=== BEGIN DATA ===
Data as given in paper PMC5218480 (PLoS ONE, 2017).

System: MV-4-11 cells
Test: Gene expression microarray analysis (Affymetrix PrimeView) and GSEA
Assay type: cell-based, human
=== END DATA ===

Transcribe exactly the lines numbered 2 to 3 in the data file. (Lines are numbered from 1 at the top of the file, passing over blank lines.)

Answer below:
System: MV-4-11 cells
Test: Gene expression microarray analysis (Affymetrix PrimeView) and GSEA